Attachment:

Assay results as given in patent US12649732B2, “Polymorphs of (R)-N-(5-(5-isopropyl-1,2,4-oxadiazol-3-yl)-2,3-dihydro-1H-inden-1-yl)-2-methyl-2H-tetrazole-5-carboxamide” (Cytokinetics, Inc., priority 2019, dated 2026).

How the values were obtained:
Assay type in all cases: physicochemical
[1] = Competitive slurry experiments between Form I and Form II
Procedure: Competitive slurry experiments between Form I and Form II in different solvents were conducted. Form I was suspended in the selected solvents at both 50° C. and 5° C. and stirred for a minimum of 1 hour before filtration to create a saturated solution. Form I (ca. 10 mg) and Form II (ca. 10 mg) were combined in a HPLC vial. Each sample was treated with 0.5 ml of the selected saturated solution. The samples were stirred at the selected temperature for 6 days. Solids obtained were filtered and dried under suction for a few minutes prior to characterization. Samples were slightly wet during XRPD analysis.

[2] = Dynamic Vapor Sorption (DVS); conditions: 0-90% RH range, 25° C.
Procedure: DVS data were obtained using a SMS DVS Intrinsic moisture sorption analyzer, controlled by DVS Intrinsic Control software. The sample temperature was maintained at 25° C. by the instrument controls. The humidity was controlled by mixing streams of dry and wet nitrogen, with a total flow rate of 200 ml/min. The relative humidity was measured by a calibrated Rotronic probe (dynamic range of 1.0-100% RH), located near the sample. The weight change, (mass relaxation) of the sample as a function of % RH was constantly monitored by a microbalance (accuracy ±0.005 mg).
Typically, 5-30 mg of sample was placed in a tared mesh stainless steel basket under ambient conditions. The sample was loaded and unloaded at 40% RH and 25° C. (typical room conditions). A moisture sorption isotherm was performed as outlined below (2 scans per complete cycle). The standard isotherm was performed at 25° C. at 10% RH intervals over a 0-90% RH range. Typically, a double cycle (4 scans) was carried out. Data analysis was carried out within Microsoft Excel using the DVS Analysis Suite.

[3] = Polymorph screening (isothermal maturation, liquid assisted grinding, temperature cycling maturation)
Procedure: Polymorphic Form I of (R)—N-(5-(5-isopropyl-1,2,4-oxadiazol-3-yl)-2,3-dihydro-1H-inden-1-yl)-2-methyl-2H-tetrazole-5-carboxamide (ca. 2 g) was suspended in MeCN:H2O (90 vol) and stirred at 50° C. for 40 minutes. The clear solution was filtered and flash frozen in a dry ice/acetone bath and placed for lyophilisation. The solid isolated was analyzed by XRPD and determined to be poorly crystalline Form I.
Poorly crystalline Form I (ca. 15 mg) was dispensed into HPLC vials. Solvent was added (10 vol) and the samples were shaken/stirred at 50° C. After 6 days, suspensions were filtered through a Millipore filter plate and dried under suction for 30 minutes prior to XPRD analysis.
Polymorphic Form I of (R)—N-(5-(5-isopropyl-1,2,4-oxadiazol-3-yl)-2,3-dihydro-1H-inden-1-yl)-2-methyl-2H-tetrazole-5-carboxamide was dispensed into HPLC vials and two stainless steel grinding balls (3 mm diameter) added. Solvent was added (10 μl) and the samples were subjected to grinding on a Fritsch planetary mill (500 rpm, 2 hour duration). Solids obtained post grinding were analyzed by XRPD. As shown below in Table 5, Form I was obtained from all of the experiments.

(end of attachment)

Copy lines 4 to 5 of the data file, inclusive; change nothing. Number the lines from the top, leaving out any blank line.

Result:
[1] = Competitive slurry experiments between Form I and Form II
Procedure: Competitive slurry experiments between Form I and Form II in different solvents were conducted. Form I was suspended in the selected solvents at both 50° C. and 5° C. and stirred for a minimum of 1 hour before filtration to create a saturated solution. Form I (ca. 10 mg) and Form II (ca. 10 mg) were combined in a HPLC vial. Each sample was treated with 0.5 ml of the selected saturated solution. The samples were stirred at the selected temperature for 6 days. Solids obtained were filtered and dried under suction for a few minutes prior to characterization. Samples were slightly wet during XRPD analysis.